To win Pfizer Ventures’ funding, drug development start-up companies need to have carried out their due diligence about long-term competitors rather than predicting competition based on the current environment, according to Barbara Dalton, senior managing partner of Pfizer Ventures, the venture capital arm of Pfizer Inc. Dalton was speaking in a fireside chat at the BIO CEO & Investor Conference in New York on 11 February, which took place before the World Health Organization (WHO) declared Covid-19 a pandemic on 11 March.

On 17 March, Pfizer announced the joint development of a potential Covid-19 messenger ribonucleic acid (mRNA) vaccine with the immunotherapy company BioNTech. Investors and drug developers can find information on drugs and vaccines in development for Covid-19 in GlobalData’s Drugs database.

Dalton noted the danger to product success when companies fail to account for long-term threats from competitors in their market assessments. This failure can lead to inaccurate projections of market demand, which can ultimately threaten a product’s success, she said. Dalton advised companies to consider: “What is that market going to look like…how have things changed? Which means you’ve got to be paying attention to all those things which are in political development. Then you can probably do some really hard analysis to probably adjust what you think. That’s the probability of success.”

At the BIO CEO & Investor Conference, Dalton noted she has assessed numerous investment proposals from start-up companies, and most fail to win Pfizer’s investment because they are “very narrow with their definition of what is the competitive environment that they are moving into.” She cautioned that although drug developers “may be going after something which is quite relevant today…the world may change in the 10 years it’s going to take you to get anywhere with that product. And you must be aware of that.” She explained the importance of having a long-term view and added that pipeline therapeutic companies need to be aware of any competitors’ products in development that have the potential to succeed in the future and erode the target market. For example, a small molecule developer might find its market within a specific patient population eroded by targeted gene therapy, assuming the niche group responds better to a targeted gene therapy than to a broader-spectrum small molecule. “Your patient population can disappear, so you need to be paying attention to not only the direct things that are happening but the bigger picture going forward,” Dalton explained.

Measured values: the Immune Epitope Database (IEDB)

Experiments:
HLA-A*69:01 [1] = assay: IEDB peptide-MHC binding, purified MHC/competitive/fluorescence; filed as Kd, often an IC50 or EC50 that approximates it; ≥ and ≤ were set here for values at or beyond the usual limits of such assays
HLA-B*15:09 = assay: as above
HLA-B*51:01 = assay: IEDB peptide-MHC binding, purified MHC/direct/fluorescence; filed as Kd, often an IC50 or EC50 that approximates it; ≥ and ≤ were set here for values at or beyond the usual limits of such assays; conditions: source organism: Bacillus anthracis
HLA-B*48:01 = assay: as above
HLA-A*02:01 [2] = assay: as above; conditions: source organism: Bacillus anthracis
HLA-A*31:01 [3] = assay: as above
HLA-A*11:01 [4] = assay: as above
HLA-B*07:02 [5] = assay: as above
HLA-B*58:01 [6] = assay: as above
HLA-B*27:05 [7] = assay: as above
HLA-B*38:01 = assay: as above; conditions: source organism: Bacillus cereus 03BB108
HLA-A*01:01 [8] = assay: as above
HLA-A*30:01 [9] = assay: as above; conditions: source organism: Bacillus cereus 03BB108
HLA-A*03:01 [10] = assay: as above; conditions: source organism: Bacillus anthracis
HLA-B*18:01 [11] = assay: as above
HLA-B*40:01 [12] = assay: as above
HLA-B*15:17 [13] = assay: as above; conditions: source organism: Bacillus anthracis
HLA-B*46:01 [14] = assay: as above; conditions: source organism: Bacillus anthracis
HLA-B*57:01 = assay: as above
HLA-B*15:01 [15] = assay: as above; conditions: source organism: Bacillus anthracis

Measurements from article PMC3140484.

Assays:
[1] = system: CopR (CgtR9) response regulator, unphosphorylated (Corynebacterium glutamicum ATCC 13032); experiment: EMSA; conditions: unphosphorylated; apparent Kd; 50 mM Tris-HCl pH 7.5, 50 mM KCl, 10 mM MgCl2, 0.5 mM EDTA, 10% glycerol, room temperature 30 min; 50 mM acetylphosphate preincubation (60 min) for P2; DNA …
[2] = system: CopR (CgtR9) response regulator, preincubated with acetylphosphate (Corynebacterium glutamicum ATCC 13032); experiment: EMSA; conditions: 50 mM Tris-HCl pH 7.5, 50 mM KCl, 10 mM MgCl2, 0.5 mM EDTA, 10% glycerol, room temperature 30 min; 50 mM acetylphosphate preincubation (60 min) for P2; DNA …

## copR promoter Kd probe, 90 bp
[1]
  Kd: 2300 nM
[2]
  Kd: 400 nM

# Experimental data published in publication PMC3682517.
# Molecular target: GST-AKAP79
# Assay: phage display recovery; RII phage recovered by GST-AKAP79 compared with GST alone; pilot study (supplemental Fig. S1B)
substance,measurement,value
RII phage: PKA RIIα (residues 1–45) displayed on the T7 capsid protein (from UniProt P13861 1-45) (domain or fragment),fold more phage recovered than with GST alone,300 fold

Start-up companies should be cautious of making this mistake when approaching an investor for funding, Dalton said. Pfizer Ventures, which expanded with a $600M investment from Pfizer in 2018, invests in private companies at all stages of development, with a strong focus on early-stage opportunities for start-ups and spinouts. It focuses on inflammation and immunology, internal medicine, oncology, rare disease and vaccines, and neuroscience investments, as well as platform technologies, diagnostics, drug delivery, pharmaceutical services, and other technologies.